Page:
Although some herbal remedies and acupuncture sessions are available with basic health insurance, supplemental health insurance gives the option for additional treatments to be covered, including Osteopathy, Homeopathy and Kinesiology.
Greater coverage of emergencies abroad
Supplemental insurance can also allow for greater flexibility if you are injured abroad. Unlike basic health insurance, which only covers medical treatments up to twice the price of a similar procedure in Switzerland, supplemental insurance covers the entire treatment abroad regardless of cost. This is in order to add greater security when travelling for your holidays and can be highly beneficial should you get injured in a country with high medical costs.
Preventative medicine and gym membership in supplemental Swiss health insurance
Supplemental health insurance in Switzerland also gives you access to more forms of preventative medicine. Preventative medicine refers to benefits that promote someone’s mental and physical health. Services can range from regular medical check-ups to subsidies on gym memberships. However, do bear in mind that these benefits are only available if you are seen to use them regularly. For example, some insurers make sure that you go to the gym at least 90 times a year in order to qualify.
Dental insurance in Switzerland
Basic health insurance in Switzerland is only able to cover treatment by a dentist if the work is necessary as part of another medical treatment. Dental insurance can be paid for as part of supplemental health insurance. This allows for routine check-ups, fillings and orthodontic treatments to be paid directly by health insurance.
Whereas basic health insurance only offers psychotherapy if it is proven to be effective and necessary in treating an illness, supplemental insurance allows you to access the treatment more freely, with the permission of your doctor.
Glasses and contact lenses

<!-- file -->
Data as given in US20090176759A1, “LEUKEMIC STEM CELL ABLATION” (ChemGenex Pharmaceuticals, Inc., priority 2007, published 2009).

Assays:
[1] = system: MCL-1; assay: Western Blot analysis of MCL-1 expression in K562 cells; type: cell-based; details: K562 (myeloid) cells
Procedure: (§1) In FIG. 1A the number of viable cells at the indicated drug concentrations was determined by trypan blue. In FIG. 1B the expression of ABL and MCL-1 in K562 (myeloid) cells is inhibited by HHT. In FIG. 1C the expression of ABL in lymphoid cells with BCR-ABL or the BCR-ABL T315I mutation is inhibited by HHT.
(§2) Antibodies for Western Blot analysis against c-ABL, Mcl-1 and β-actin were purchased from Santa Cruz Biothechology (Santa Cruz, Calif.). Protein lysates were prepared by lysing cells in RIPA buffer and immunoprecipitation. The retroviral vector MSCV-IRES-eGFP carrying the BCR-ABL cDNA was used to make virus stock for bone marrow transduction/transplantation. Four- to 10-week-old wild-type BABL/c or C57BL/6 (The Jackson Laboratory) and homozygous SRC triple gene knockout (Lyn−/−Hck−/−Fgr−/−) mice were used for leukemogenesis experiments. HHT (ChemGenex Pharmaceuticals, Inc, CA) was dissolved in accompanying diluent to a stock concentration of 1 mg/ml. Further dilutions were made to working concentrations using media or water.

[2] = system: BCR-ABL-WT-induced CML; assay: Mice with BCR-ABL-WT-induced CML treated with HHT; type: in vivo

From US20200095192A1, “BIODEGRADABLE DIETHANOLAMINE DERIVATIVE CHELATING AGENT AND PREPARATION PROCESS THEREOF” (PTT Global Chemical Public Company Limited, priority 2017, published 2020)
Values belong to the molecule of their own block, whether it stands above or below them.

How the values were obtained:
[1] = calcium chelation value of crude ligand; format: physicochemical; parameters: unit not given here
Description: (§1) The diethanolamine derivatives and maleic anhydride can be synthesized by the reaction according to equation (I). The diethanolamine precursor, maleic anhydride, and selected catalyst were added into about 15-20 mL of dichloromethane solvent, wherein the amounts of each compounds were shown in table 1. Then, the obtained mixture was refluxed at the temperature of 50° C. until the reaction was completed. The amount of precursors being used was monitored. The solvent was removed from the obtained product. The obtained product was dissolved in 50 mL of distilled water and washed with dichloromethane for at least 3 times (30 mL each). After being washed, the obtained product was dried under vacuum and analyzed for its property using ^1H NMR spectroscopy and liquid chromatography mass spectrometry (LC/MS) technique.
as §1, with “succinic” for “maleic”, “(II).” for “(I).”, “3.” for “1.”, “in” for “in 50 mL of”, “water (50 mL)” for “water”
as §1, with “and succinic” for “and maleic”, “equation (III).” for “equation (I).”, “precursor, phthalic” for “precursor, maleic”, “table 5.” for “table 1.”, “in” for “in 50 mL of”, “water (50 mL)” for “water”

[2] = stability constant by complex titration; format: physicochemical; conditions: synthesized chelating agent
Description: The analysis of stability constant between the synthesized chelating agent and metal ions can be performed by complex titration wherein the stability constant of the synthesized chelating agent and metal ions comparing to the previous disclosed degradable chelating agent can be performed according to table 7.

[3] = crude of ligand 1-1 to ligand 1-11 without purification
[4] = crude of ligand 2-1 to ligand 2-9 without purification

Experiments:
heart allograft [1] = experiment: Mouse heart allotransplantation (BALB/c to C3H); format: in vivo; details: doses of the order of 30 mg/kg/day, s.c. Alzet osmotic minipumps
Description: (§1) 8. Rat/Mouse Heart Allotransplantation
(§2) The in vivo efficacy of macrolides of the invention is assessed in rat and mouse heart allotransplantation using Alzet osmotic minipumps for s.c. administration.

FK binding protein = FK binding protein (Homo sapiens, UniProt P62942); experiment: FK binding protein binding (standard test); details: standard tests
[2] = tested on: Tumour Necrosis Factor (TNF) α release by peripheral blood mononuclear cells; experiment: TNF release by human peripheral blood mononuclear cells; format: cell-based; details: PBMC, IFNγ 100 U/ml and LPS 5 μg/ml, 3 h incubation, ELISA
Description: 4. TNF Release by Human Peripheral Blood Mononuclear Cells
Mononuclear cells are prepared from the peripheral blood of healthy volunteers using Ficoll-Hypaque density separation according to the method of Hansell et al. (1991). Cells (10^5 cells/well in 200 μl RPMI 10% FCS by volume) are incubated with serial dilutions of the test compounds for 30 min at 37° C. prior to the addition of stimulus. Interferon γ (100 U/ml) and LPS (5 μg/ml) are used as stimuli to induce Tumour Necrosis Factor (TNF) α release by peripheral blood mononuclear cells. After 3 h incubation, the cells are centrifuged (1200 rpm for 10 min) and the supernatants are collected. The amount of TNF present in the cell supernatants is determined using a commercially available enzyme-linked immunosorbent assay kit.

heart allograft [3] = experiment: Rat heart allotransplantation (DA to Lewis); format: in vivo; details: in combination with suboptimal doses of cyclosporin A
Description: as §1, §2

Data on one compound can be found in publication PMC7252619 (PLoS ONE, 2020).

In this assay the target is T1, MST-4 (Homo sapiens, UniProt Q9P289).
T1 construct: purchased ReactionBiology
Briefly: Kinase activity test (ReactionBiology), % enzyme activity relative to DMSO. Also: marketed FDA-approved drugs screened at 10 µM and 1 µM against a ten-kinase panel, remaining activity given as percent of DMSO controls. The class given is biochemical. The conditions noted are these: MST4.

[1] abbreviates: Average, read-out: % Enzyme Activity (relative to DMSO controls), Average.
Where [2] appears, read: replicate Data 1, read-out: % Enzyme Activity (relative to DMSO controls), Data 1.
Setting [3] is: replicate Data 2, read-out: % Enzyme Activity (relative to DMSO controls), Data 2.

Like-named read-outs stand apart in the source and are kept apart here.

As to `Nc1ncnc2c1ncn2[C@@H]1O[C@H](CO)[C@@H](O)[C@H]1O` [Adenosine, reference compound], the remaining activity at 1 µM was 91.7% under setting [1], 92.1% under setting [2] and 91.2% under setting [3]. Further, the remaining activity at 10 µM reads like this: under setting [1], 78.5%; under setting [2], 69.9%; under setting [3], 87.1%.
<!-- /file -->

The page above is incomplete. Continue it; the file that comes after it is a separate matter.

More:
If you need glasses, you may need to consider making the cost of glasses part of your supplemental health insurance. This type of insurance covers the cost of essential reading and glasses for driving, as well as regular eyesight check-ups. Bear in mind that this typically does not cover sunglasses or designer glasses.
Applying for Swiss supplemental health insurance
Unlike basic health insurance, insurers are not required to accept all or any applications for supplementary health insurance. Therefore, while applying for supplemental insurance, your provider might have specific criteria around health history and medical conditions. Should you have previous medical conditions or be close to retirement, it is likely that your premiums will be higher.
Eligibility criteria for supplemental health insurance in Switzerland
While applying for supplemental health insurance in Switzerland, insurers will consider the following:
- Previous medical history, such as previous conditions and illnesses
- Current medical conditions
- Your age
- Your canton of residence
Switching supplemental health insurance in Switzerland
Switching supplemental health insurance is more complex than switching basic health insurance. In order to switch providers, you must inform your previous insurer before the grace period as listed in your contract. This can be up to three months before the traditional November deadline to switch basic health insurance.
Be sure to confirm your new insurance package before cancelling your old one, as there is still a chance you might be rejected by your new insurer and therefore lose cover.
What do you need in order to switch Swiss supplemental health insurance?
Once you have selected your new insurance provider, they will contact your old provider to let them know that a switch might happen. What you need to provide is:
- A signed and agreed contract with your new insurers
- A cancellation letter from your old insurer or price comparison website
- Your old health insurance card
Once you have a cancellation letter, send it to your old insurer before the insurer's deadline but after your new policy is accepted. From January 1 of the next year, you will receive your new cover and start paying your new rate.
Health insurance card in Switzerland
Once you have been accepted by your insurer, they will provide you with a health insurance card. The health insurance card is used to pay for medical treatment and to inform medical staff of what insurance you have. The card is also where you will find your social security number, which is the number you will use in order to access social security in Switzerland.